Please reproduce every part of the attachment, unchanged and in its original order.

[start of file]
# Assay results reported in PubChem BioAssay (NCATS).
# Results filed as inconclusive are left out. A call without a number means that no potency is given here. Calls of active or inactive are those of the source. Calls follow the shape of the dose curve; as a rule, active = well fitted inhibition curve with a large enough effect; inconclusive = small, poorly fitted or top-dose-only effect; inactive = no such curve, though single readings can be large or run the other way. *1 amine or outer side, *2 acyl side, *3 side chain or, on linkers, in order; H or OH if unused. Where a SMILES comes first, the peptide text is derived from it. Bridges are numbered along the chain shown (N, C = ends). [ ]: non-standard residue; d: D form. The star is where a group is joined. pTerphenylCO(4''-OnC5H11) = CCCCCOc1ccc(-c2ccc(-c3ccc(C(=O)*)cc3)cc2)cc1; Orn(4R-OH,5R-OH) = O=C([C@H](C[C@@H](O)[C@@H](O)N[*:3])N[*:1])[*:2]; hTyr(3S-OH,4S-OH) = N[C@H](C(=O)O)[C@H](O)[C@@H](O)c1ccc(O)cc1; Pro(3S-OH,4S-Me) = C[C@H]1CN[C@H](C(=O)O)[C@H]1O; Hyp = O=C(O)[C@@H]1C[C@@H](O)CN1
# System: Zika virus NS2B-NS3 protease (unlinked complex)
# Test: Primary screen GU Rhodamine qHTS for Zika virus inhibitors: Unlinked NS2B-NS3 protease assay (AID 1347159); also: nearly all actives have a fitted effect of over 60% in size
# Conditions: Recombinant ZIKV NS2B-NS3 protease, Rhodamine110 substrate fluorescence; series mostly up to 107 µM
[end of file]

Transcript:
# Assay results reported in PubChem BioAssay (NCATS).
# Results filed as inconclusive are left out. A call without a number means that no potency is given here. Calls of active or inactive are those of the source. Calls follow the shape of the dose curve; as a rule, active = well fitted inhibition curve with a large enough effect; inconclusive = small, poorly fitted or top-dose-only effect; inactive = no such curve, though single readings can be large or run the other way. *1 amine or outer side, *2 acyl side, *3 side chain or, on linkers, in order; H or OH if unused. Where a SMILES comes first, the peptide text is derived from it. Bridges are numbered along the chain shown (N, C = ends). [ ]: non-standard residue; d: D form. The star is where a group is joined. pTerphenylCO(4''-OnC5H11) = CCCCCOc1ccc(-c2ccc(-c3ccc(C(=O)*)cc3)cc2)cc1; Orn(4R-OH,5R-OH) = O=C([C@H](C[C@@H](O)[C@@H](O)N[*:3])N[*:1])[*:2]; hTyr(3S-OH,4S-OH) = N[C@H](C(=O)O)[C@H](O)[C@@H](O)c1ccc(O)cc1; Pro(3S-OH,4S-Me) = C[C@H]1CN[C@H](C(=O)O)[C@H]1O; Hyp = O=C(O)[C@@H]1C[C@@H](O)CN1
# System: Zika virus NS2B-NS3 protease (unlinked complex)
# Test: Primary screen GU Rhodamine qHTS for Zika virus inhibitors: Unlinked NS2B-NS3 protease assay (AID 1347159); also: nearly all actives have a fitted effect of over 60% in size
# Conditions: Recombinant ZIKV NS2B-NS3 protease, Rhodamine110 substrate fluorescence; series mostly up to 107 µM